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Prospect for dialogue grows as senior doctors welcome Yoon’s offer

Junior doctors unlikely to accept as they remain skeptical of government’s intention, observers say

By Park Jun-hee

Published : April 3, 2024 - 14:28

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An area for intern doctors at a hospital in Seoul (Yonhap) An area for intern doctors at a hospital in Seoul (Yonhap)

Eyes are on whether junior doctors would engage in talks with President Yoon Suk Yeol to seek a breakthrough in the ongoing medical standoff and the expansion plan, as senior doctors on Wednesday encouraged them to accept his offer of dialogue.

In a statement released on Wednesday, the Korean Medical Association -- the country’s largest doctors’ group with some 140,000 members -- said it “gladly welcomes” the decision and “believes the possibility of talks is high.”

“(The KMA) welcomes the plan, as (we) proposed last week (during a regular press briefing session) that the president should directly meet with junior doctors,” it said in a statement.

The remarks come a day after Yoon said he was open to talking with trainee doctors and hearing their voices.

With signs of hope appearing on the horizon, Interior Minister Lee Sang-min said during Wednesday’s government response meeting that the government is open to taking a more flexible approach to changing the medical school enrollment quota if a better option is proposed.

“The government’s policy is to always be open. If better opinions and reasonable grounds are presented, then (the policy) can change for the better,” Lee stressed, echoing Yoon’s address to the nation on Monday. Yoon called on doctors to come up with a unified proposal on an appropriate increase.

Lee also noted that the government will continue discussing health care policies and reform by establishing a special presidential committee on medical reform comprising the public and medical circles.

Observers, however, say trainee doctors are unlikely to change course, as they remain skeptical of the government’s sincerity in its willingness to negotiate the medical school quota hike, citing the government’s sudden shift in attitude.

On Wednesday afternoon, the Seoul Administrative Court dismissed an injunction request filed by a group of medical students and trainee doctors, a day after it rejected medical professors’ request to avert the planned hike.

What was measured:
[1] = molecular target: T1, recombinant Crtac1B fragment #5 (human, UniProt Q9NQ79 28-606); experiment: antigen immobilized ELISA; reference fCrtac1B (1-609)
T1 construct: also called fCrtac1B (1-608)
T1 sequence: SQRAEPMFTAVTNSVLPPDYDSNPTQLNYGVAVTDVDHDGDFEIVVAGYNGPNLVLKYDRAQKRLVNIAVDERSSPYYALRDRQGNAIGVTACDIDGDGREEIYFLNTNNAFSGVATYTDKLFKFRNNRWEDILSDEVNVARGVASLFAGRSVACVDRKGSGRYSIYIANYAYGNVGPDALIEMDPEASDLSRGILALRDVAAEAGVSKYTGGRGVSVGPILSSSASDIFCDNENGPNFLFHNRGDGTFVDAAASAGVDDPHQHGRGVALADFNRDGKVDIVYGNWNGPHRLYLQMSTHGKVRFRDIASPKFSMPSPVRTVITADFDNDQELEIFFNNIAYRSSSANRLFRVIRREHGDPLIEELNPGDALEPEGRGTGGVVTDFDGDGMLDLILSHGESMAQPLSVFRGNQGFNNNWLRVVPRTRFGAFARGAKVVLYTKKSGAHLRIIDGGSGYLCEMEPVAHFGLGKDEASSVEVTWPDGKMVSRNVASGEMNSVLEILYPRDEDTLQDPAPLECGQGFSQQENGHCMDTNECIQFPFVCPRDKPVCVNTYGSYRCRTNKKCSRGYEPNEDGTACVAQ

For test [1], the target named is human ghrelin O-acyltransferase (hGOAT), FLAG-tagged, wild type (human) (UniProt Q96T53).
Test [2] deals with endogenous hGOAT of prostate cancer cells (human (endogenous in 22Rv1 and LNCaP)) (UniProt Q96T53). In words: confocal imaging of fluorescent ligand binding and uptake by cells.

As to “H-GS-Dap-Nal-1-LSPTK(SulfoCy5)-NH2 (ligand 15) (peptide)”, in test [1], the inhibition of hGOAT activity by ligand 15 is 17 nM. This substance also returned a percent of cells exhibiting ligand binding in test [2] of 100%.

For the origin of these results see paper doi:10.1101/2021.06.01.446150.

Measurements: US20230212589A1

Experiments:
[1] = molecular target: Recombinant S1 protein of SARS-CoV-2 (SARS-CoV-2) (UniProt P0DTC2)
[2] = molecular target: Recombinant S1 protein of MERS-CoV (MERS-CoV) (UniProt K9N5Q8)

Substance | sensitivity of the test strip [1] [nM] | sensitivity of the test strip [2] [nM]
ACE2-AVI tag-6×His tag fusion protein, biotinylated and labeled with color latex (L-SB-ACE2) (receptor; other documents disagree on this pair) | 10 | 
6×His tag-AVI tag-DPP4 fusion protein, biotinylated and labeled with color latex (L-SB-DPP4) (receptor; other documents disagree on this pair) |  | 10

In a show of protest, only 131 out of 3,068 intern doctors who were supposed to start internship training for the first half of this year had registered with the Council for Graduate Medical Training as of Tuesday at midnight, according to the Health Ministry on Wednesday. The rest had refused to start the next step in their training to become physicians.

The ministry has warned that those who fail to register for internships must start training in the latter half of the year or next March, urging them to make the right choice.

Though the junior doctor group remained silent, local reports have suggested they are also split regarding engaging in talks with Yoon. While some were skeptical of Yoon’s proposal for dialogue, others expressed optimism about the plan, saying that communication channels and opportunities with the government are needed to review the expansion plan, according to trainee doctors interviewed by Yonhap News Agency.

Meanwhile, senior medical professors have stepped in to push for negotiations between the two sides, as the walkout of medical professionals entered its seventh week.

A group of medical professors under the Medical Professors Association of Korea urged Park Dan, who heads the Korean Intern and Resident Association, to resolve the strife by talking with the president and not to turn down the offer of dialogue.

“Whether (you) like President Yoon Suk Yeol or not, he is the president of our country. ... Everyone can make mistakes when they have too much passion. Please try to make an effort to understand (the president’s) passion for a moment,” said Cho Yun-jung, a professor of laboratory medicine at Korea University Anam Hospital who doubles as the MPAK emergency committee’s public relations council chairperson, to reporters in an online press briefing Tuesday afternoon.

“If (you) understand his sincerity, talks can start. Patients are getting more anxious, and there is only one person in South Korea who can solve the problem: the president,” Cho noted.

Should the talks pan out, Cho also asked Yoon to embrace trainee doctors who walked off their jobs for five minutes as a gesture of reassurance, entailing that such a move would convey the president’s intentions more effectively than words.